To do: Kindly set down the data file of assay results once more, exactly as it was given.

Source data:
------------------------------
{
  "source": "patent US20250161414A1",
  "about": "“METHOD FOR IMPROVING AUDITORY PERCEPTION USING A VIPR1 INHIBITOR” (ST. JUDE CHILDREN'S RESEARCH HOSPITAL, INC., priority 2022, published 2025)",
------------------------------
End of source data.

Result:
{
  "source": "patent US20250161414A1",
  "about": "“METHOD FOR IMPROVING AUDITORY PERCEPTION USING A VIPR1 INHIBITOR” (ST. JUDE CHILDREN'S RESEARCH HOSPITAL, INC., priority 2022, published 2025)",